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Comment: Re:Unhappy campers - Please take Apple's advice. (Score 1) 534

by calstraycat (#32780748) Attached to: Apple To Issue a 'Fix' For iPhone 4 Reception Perception

Good god. Yes, I watched the video. Like I said, interfering with the antenna causes data performance degradation.. It's fucking physics.

Do you own an iPhone? If not, why the fuck do you care?

If you do, return the fucking thing and be done with it.

That was my point. If all the iPhone owners do the same (instead of whining and playing amateur RF engineer) then Apple might change their tune.

Christ, is this shit really so hard to understand?

Comment: Re:Unhappy campers - Please take Apple's advice. (Score 1) 534

by calstraycat (#32778822) Attached to: Apple To Issue a 'Fix' For iPhone 4 Reception Perception

The video proves the issue is exactly the same as every other phone i.e. if you hold it in a way that interferes with the antenna, data communication performance suffers. But that's beside the point.

If the phone does not perform to your expectations, return it. Apple even went as far as to suggest that course of action in their PR letter. That's how you send a message to a company, not by whining on the internet and linking to someone's useless video. If the phone is a piece of shit, people should and will return it in mass.

Comment: Unhappy campers - Please take Apple's advice. (Score 5, Insightful) 534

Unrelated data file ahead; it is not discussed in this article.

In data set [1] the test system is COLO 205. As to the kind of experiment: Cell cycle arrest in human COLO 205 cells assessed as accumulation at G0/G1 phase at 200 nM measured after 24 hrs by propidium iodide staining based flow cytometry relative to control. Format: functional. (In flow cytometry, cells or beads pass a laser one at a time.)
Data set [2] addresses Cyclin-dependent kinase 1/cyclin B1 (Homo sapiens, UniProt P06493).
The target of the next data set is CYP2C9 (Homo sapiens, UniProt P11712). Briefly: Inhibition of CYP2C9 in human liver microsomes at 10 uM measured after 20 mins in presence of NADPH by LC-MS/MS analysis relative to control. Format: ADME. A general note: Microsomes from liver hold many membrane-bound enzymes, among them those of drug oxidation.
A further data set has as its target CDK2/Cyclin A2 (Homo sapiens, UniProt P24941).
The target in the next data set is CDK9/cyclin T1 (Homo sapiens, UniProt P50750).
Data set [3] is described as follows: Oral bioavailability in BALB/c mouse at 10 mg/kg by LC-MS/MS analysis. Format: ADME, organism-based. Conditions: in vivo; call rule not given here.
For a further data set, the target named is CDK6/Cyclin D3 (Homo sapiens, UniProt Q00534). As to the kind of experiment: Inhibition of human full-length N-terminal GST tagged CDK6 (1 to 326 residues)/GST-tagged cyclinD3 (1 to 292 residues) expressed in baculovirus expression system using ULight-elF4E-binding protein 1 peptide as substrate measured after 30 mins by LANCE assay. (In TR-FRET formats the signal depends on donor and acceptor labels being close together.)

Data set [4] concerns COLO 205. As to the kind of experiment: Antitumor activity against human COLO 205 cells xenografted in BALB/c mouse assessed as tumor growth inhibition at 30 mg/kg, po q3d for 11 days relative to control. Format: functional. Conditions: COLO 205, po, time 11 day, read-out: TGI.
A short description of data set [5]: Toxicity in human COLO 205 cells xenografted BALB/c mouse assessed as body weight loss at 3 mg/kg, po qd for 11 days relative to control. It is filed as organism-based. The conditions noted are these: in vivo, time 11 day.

by calstraycat (#32774976) Attached to: Apple To Issue a 'Fix' For iPhone 4 Reception Perception

To all the folks unhappy with both the performance of the new iPhone and Apple's response, please heed the advise in this portion of the press release:

"As a reminder, if you are not fully satisfied, you can return your undamaged iPhone to any Apple Retail Store or the online Apple Store within 30 days of purchase for a full refund."

Seriously. Please.

All this ridiculous, over-the-top, self-righteous indignation and emotional hand-wringing over a gadget not meeting your expectations is just pathetic.

Apple has taken a stand on this issue. They say it works as designed and claim the reception is better than their previous model. You think they're full of shit? Great. Quit posting whiney, indignant messages on the internet and return the goddam thing.

If the problem is half as bad as all the stories make it out to be, Apple will be flooded with returns and that will have a much greater effect that millions of lines of internet bitching.

Disclosure: I'm a satisfied owner of several Apple products. I don't own an iPhone and have no plans to purchase one. My wife and I have free-with-subscription LG phones on Verizon. Oh, and guess what? If I hold the phone by the bottom, signal degrades. If I hold it that way in an area with poor cell coverage, service is lost entirely. You think if I submit my sob story to Slashdot, Gizmodo, CNET, CNN, etc. they will make it front page news?

Comment: Weight "Problem": Battery + Glass (Score 2, Insightful) 750

by calstraycat (#31738412) Attached to: iPad Review